CHRIS Herring has done a fine job since taking over the management of The Plough pub.
CHRIS Herring has done a fine job since taking over the management of The Plough pub. Interestingly, he has instituted monthly specialist dining evenings at the pub. These have helped to bring people in and they have also widened peoples' culinary appreciation.
Mr Herring has brought in talented managers Wayne Taylor and his wife Linda, who does the cooking. It's a dream team.
Along with colleagues and friends, Suzy Talbot and Ben Steele, I attended an Italian Evening at the pub. It was great value for money, three courses for £18.50 per person, with two glasses of wine thrown in for good measure.
I chose Minestrone Soup, Beef Stuffed Meat Rolls, with vegetables, and fresh fruit salad. Suzy plumped for Tricolore Salad, the beef, and Zabaglione.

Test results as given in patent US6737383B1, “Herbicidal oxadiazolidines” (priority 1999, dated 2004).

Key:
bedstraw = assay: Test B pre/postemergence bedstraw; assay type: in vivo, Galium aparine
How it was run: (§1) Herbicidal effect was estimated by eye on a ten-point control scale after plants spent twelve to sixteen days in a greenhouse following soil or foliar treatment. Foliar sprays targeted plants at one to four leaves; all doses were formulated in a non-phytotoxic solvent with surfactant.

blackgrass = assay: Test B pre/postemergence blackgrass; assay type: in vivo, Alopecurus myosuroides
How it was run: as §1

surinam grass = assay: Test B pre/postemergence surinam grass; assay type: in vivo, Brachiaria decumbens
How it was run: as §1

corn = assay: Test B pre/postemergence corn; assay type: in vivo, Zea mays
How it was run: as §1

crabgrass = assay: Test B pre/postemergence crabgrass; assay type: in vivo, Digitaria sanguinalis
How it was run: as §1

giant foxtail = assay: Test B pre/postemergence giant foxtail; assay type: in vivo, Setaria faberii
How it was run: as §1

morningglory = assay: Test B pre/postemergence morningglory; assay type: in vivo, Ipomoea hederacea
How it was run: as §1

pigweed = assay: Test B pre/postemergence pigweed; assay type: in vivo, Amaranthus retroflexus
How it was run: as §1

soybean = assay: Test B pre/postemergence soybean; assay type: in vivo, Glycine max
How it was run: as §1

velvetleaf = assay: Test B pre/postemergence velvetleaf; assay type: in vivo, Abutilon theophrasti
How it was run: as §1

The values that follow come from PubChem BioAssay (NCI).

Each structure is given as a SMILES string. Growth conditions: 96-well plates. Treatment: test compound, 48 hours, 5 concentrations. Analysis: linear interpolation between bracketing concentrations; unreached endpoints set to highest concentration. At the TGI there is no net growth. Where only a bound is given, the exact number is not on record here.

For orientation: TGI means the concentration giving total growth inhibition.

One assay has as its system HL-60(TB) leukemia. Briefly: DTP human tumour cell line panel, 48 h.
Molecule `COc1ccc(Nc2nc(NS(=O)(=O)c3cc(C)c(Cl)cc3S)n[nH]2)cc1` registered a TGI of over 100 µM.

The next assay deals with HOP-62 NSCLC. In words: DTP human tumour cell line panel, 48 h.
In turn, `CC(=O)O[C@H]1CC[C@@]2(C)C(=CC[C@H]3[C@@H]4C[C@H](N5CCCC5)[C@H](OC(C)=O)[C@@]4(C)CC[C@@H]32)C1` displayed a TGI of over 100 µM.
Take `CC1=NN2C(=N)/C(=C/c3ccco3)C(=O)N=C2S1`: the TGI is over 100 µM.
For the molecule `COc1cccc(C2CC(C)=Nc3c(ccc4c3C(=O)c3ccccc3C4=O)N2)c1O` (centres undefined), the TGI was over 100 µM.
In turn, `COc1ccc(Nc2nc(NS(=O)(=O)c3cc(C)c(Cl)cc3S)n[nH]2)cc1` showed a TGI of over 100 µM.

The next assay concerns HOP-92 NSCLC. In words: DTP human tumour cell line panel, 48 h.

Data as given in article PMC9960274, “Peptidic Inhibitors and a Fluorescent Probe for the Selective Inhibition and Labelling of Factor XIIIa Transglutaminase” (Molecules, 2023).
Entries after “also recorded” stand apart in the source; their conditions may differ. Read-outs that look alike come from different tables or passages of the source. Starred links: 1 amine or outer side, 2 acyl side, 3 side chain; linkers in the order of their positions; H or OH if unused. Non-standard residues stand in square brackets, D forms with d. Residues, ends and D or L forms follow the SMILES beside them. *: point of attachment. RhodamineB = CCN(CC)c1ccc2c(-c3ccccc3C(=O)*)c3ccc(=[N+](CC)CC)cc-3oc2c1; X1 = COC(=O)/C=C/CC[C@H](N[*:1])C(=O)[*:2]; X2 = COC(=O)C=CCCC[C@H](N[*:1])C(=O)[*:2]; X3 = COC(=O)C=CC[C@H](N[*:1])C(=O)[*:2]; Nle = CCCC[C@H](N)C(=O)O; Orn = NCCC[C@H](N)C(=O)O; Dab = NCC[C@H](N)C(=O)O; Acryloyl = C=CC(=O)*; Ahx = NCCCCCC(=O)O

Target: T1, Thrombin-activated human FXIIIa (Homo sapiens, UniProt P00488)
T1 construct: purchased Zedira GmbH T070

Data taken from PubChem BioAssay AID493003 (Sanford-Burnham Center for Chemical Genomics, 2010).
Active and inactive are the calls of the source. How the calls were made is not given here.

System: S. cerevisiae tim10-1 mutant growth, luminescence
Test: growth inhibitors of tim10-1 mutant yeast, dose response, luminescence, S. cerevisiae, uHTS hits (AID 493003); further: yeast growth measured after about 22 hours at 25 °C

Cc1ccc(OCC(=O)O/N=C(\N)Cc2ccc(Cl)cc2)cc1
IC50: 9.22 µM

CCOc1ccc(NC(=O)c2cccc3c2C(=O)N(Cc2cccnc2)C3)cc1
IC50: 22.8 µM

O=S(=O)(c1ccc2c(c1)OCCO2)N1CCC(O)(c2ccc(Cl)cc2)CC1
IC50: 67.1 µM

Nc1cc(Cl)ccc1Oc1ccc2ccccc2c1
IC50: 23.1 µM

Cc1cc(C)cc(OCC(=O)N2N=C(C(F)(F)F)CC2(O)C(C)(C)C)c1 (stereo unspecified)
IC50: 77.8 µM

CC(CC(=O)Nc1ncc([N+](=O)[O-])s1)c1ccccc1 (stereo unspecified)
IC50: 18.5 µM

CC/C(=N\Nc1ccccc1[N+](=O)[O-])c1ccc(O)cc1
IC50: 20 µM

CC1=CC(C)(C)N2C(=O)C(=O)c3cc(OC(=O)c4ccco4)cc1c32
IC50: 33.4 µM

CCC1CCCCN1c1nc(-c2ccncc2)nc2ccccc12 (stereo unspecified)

Mr Steele's choice was sardines, mixed shellfish (Linguini) and Tiramisu.
The soup was excellent, the main course proved a trifle too much for me, but I have to say that day I had also I also enjoyed roast lamb at the same venue over lunchtime. The dessert was beautifully served and very tasty.
Mr Steele said: "They were very ample portions and there was a good variety of seafood."
Miss Talbot said: "It was very luxuriant. The food was rich and full of flavour. It was good to be able to sample such a wide variety of food from different countries in the same restaurant."
The three of us will now pitch up at next month's Indian Evening at The Plough. Once again, I predict it will be an evening to savour, full of fine eats, and excellent company.
Chris Herring and his team made us feel very welcome. As ever, he was a genial host, and manager Wayne Taylor busied himself, commendably.
The Minstrel Gallery at the pub is a nice intimate dining room. On this occasion, due to a lack of space, and the popularity of the evenings, though, we were sat in the compact bar.
What a great place The Plough is,
but I feel the best of times at this venue really must be the summer months when cricket is being played on the Common, the windows are open, and the warmth of a balmy summer evening is much in evidence.